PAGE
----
October 24th: The Disappointments Room (2016)
Now, I had no desire to watch The Disappointments Room (2016), nor did I even remember it when I picked a horror movie at random off of JustWatch (check it out). I didn’t expect much—I just expected it to be bad—and I’m here to report that my expectations were absolutely met.
Watching the movie, I had a lot of questions that could only come up during a poorly made haunted house movie. If this room was a secret, this disappointments room, then why did it have a window? Wouldn’t somebody have questioned what that window goes to at some point in time? I guess not.
Why is everybody on edge from the beginning of the movie, even though they’re supposed to be happy with a new home? Yeah, I guess their baby daughter died, but they flip from happy to sad to angry in no time. That might have to do with how badly the script is written and how little it seemed that anybody wanted to be in this movie. Kate Beckinsale is a good screen presence, but I’m not sure she’s a great actress based on this. The husband in this movie is as if somebody created a person from the worst parts of Owen Wilson and Sam Rockwell and left him out in the sun for too long.
When the acting isn’t painful to watch, the visuals are about as cliche as they come. If a ghost story is going to be so interested in the pre-death life of the ghosts, you have to give us something interesting to work with, or at least give us some good scares. I don’t think there was a single good scary moment in this at all. There were moments when the music was telling me this is going to be scary, but it was just accompanying nonsense or mundane activities, like moving a dresser.
I don’t regret picking a random movie, because that’s how some truly great movies are found that deserve an audience. But The Disappointments Room is not one of those success stories.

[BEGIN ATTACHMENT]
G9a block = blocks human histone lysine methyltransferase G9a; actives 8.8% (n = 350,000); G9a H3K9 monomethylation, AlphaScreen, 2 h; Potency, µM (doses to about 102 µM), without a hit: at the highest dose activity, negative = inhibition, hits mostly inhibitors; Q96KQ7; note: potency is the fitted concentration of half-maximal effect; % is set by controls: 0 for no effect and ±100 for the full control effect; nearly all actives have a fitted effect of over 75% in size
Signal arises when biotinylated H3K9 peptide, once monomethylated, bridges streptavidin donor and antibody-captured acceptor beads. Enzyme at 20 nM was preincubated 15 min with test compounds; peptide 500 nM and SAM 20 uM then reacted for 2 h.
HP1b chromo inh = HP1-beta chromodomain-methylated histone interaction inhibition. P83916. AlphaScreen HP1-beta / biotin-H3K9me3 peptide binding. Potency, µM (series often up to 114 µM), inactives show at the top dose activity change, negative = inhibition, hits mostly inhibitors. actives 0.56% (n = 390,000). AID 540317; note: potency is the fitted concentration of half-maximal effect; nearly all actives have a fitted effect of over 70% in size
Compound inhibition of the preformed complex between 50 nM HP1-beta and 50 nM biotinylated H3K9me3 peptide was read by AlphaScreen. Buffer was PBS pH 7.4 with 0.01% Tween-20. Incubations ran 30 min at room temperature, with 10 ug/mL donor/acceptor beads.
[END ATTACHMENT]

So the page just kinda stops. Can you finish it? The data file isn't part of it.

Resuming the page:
October 25th: Halloween (1978)
On this day, 40 years ago, the face of horror changed forever with John Carpenter’s Halloween. This, being my second year doing 31 Days of Halloween, I’m trying not to repeat any movies, but there a couple exceptions. Halloween is one of those movies that is an unquestioned classic. A Nightmare on Elm Street is a masterpiece, Friday the 13th is a lot of fun, but neither comes close to the prestige that is Halloween.
I could go on and on about the movie, and have, but it’s nothing that hasn’t been said before. With each repeat viewing, I relish in all of the familiar things I love while still collecting brand-new elements to appreciate. A lot of the scenes still really impress me, like most of the action near the end with Laurie in the house. Michael’s white mask appearing out of the dark, and Michael sitting up in the background both stick out each time. It’s perfectly shot and acted.
Watching this time around, I kept thinking about the new Halloween (2018) and how its script entirely disregards the sequels and picks up from here, from the original events. I think if none of those sequels had been made in the first place, we might be better off, but disregarding them for the new film is a start.
The fact the eleventh film in a franchise can operate on the assumption that the previous nine films never happened and still be wildly successful is a true testament to the original—not only how good it was, but how good it is and how well it has stood the test of time.
October 26th: The Others (2001)
The Others (2001) is one of those movies that is great the first viewing, but after the twist is revealed, it’s hard to watch it the same way again. But like The Sixth Sense (1999), which falls victim to this in a massive way, The Others still manages holds up to a rewatch.
It may not carry as strong of a punch as it did the first time around, but it becomes something of a different movie when you know the big reveal. It’s still an interesting story about a woman and her sick children. The scares aren’t too much—I was able to watch this with my wife, who scares easily—but the tension is always there.
Nicole Kidman plays each scene intensely seriously, which helps sell the movie. The Others could have easily been just another boring, soft-horror period piece, but instead, the filmmakers took a cliched genre and subverted it just enough to make it one of the more engaging haunted house movies.
The Others does feel a little dated at times, due to the camera work and the music cues, but those are easily overlooked. During a time, 2001, when the horror landscape was easing into the torture subgenre, we got a little gem of a movie that manages to be something different.